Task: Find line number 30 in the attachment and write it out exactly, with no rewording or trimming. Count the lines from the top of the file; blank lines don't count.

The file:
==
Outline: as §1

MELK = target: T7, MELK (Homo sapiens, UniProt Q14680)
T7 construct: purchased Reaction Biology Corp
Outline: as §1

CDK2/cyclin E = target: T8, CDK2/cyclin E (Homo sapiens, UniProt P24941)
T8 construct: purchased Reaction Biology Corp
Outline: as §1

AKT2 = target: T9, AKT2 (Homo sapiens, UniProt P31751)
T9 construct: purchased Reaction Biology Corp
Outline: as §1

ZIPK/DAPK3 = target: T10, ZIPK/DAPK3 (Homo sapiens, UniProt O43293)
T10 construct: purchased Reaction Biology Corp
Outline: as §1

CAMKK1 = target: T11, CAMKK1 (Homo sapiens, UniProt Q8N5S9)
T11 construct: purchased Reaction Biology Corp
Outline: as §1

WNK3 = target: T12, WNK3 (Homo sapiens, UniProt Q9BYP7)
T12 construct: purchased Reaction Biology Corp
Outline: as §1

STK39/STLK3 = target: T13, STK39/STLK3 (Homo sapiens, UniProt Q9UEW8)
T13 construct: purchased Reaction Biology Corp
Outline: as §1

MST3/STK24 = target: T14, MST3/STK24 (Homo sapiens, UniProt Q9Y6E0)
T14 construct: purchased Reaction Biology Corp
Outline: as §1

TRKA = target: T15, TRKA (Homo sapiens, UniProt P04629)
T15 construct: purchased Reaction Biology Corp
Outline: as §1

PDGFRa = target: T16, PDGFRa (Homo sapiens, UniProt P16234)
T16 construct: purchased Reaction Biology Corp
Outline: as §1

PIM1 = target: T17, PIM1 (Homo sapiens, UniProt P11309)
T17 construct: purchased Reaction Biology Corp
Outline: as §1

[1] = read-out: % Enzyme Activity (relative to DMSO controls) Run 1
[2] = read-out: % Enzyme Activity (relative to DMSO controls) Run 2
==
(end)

T16 construct: purchased Reaction Biology Corp